It's been a part of the Ewa landscape for decades. But the remnants of what used to be part of the old Ewa Plantation is now vandalized.

A few days ago, someone used bright orange spray paint and defaced part of the wall, even spray painting obscene images.

“This wall is an important piece to the Ewa community itself,” said Collin Inong.

Inong was born and raised in Ewa. He says the wall is more than just a part of the community’s history.

“A lot of the times Ewa falls victim to a lost identity. We get lumped together with Ewa Beach, not that it’s a bad thing, but as a community, we like to have our own identity. This wall is one of those landmarks that give us that identity," he said. "So it’s very hurtful to know that somebody would come into our community and deface the property like this. It’s very heartbreaking."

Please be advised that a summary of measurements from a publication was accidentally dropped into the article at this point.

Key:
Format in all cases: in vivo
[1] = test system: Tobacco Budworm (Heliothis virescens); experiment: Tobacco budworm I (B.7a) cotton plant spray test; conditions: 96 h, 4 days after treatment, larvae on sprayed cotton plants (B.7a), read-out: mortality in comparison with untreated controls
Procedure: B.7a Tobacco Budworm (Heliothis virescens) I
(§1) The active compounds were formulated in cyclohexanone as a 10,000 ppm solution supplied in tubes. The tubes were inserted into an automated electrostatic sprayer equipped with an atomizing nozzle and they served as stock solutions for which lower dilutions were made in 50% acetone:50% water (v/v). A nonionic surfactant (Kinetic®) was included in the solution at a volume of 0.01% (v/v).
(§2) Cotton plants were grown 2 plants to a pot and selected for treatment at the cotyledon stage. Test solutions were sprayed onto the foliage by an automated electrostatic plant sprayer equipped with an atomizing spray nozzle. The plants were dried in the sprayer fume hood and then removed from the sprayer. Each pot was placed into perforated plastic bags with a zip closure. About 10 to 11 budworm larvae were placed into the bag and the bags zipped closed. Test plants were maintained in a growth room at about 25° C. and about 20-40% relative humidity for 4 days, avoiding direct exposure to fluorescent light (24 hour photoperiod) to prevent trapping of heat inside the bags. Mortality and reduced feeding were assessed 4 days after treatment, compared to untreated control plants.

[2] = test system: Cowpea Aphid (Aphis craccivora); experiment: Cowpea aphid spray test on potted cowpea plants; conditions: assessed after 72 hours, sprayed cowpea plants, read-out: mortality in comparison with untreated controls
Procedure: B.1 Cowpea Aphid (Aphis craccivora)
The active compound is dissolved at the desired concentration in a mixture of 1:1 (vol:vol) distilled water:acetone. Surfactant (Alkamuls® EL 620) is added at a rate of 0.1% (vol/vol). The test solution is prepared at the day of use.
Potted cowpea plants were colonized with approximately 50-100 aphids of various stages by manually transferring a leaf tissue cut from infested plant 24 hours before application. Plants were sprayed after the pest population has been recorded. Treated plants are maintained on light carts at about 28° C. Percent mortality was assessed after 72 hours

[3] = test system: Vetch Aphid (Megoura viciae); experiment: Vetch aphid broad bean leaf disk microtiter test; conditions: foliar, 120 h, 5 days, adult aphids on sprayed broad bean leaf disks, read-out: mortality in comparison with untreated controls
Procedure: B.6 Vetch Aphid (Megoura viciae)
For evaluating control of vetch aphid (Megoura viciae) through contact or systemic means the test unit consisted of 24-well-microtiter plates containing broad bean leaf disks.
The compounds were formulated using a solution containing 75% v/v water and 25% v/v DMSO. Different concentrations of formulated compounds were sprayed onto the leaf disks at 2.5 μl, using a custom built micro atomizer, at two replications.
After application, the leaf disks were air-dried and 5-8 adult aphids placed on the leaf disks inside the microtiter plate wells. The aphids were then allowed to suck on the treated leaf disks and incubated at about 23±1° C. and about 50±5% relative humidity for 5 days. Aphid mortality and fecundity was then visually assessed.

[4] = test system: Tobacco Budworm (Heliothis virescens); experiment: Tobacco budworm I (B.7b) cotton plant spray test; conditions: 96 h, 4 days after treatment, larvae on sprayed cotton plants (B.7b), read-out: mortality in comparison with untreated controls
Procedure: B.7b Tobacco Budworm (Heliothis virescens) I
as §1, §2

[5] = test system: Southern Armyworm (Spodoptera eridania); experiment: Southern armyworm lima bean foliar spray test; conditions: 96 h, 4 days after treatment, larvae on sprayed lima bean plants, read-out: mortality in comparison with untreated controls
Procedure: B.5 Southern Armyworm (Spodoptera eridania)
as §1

And this isn’t the first incident that’s shocked the Ewa community.

Last December, The Roman Catholic Church of the Immaculate Conception was vandalized. The church’s front lawn was set on fire and religious statures were destroyed. State leaders say it's time to take back the community.

“I don’t want the community to think we’re hapless victims. We can take control and we can fix things ourselves. We don’t have to wait for months for the city to come out and do something,” said Rep. Matthew LoPresti.

As for the big, green wall, LoPresti says the wall sits on city property that is maintained by the Ewa Villages Homeowners Association. He says they are working together to get it cleaned up.

He also has a message for who vandalized the wall.

“Have some pride. Some pride in the place that you’re from, the place where you live. Have respect for the people who came before you.”